Austin Fire Museum - Preserving The History And Traditions Of The Austin Fire Department.

A Day in the Life of an Austin Firefighter: 1953

In 1952, the Austin Fire Department hired the first paid, African American firefighters in the State of Texas (Willie Ray Davis, Nathanial Kindred, and Roy Greene).  The decision was made to assign all of them at Old Fire Station #5 at 1005 Lydia Street.  At that time, the Austin Fire Department had only two shifts, A and B, working 24hrs on and 24hrs off.  In 1953, the A-shift at Old Fire Station #5 comprised of Captain Victor Eugene Tiemann, Driver William Walsh, and Firefighter Willie Ray Davis and Marvin Douglas.  Capt. Tiemann was never far from his 8mm movie camera and decided to make his own short movie about his crew which would feature a day in the life of an Austin Firefighter.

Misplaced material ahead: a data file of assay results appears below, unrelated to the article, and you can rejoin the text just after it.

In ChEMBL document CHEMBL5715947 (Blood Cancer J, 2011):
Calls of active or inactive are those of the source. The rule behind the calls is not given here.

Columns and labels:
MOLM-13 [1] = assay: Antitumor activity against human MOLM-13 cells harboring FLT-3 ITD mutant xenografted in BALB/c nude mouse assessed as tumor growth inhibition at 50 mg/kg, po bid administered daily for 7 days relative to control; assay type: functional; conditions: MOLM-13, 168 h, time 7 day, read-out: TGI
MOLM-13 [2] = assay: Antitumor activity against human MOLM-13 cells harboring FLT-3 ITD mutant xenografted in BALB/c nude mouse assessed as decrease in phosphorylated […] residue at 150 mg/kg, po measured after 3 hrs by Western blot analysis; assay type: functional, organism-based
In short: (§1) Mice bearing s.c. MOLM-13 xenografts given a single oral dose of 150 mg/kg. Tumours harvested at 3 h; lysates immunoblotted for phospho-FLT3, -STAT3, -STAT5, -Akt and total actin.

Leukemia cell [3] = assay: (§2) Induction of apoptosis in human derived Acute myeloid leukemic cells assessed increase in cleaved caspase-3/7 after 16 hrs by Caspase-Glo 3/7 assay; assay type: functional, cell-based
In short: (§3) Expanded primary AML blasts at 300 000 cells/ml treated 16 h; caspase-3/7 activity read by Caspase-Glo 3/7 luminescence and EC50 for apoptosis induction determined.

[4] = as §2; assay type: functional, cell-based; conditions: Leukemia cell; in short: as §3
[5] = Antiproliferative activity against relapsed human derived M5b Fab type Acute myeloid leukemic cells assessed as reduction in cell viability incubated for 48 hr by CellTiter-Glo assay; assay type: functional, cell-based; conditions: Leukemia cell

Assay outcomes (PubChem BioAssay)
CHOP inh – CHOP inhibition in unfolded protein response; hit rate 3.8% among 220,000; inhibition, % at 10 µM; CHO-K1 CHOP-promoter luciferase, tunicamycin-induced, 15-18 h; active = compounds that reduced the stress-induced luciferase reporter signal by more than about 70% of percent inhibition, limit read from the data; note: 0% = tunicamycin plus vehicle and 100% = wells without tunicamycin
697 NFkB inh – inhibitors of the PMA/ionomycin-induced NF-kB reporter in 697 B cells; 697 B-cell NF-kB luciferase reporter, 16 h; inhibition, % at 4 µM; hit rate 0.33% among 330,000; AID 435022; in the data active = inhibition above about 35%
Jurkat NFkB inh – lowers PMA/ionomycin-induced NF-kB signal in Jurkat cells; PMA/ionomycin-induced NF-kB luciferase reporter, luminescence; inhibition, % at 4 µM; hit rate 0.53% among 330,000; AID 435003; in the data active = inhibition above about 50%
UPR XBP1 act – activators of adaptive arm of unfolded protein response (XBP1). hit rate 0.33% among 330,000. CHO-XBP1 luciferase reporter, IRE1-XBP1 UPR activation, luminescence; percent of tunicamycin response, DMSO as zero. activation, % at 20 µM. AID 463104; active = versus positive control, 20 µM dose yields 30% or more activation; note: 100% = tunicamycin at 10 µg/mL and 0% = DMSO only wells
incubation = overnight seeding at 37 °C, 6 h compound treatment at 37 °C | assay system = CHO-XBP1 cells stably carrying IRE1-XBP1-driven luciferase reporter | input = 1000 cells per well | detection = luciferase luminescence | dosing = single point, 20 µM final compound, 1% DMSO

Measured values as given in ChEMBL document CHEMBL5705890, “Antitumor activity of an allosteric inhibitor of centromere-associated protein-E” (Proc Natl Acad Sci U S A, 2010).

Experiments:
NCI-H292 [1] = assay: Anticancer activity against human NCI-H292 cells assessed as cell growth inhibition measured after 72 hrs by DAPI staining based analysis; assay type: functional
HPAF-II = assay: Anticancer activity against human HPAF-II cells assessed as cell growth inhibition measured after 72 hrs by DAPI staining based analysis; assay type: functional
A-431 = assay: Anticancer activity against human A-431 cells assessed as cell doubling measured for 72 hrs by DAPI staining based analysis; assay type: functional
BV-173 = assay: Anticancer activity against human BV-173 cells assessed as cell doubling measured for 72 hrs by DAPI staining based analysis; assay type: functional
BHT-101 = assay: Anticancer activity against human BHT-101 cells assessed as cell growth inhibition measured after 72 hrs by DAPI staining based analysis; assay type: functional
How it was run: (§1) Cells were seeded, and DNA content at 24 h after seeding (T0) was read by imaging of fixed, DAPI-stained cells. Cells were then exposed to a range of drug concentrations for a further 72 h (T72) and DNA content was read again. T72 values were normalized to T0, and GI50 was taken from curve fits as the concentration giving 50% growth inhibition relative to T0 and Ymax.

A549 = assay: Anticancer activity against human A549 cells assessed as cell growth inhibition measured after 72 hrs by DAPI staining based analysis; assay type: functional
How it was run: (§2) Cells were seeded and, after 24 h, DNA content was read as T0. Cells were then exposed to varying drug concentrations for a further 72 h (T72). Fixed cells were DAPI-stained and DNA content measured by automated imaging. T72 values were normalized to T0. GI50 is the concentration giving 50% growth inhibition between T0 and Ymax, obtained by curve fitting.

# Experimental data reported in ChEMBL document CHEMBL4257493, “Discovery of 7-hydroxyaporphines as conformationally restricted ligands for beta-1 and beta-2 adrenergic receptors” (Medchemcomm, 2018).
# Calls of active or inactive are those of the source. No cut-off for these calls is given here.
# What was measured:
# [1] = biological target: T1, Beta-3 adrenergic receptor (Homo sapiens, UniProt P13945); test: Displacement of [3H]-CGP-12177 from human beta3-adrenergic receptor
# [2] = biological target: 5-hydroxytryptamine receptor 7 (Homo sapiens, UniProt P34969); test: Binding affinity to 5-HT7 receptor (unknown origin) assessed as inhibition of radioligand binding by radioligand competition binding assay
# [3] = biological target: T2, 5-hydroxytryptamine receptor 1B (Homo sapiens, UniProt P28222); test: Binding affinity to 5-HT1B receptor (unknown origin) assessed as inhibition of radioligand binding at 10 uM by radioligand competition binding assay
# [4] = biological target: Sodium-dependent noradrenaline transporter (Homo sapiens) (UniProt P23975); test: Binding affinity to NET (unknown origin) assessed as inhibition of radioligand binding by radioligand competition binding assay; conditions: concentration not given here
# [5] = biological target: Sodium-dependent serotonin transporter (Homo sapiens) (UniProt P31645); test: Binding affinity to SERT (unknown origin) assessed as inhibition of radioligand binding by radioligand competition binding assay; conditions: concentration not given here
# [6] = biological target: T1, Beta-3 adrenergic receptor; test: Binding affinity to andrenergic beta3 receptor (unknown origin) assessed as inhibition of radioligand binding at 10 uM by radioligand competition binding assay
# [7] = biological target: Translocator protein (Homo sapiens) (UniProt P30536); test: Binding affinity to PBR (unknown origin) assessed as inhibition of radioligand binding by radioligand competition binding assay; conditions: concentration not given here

The movie begins with checking out their 1943 Seagrave 750 GPM pumper at shift change.  Next, they train a little on raising a ladder to the station and street school on the front porch.  Of course, their day is interrupted by a fire and you see them respond down the streets of East Austin in the early 50′s.  When the truck backs into the station around the 4:44 mark, pay close attention to the left side of the engine.  You’ll see their firehouse dog, affectionately named “5′s”, run off the truck as it backs in to the station.  The stereotype is true, firehouse dogs used to ride on the trucks!  Next, you’ll see the crew head down to the Buford Fire Training tower for some training.  Back to the station they’ll go to register the neighborhood kids’ bikes with serial numbers as the kids play football on their front lawn.  The movie ends with a little horseplay as the firefighters trick the new rookie into serving them their food.  Watch until the end of the movie to see two additional short scenes not seen in the original of the guys doing some additional ladder training and playing ping pong.

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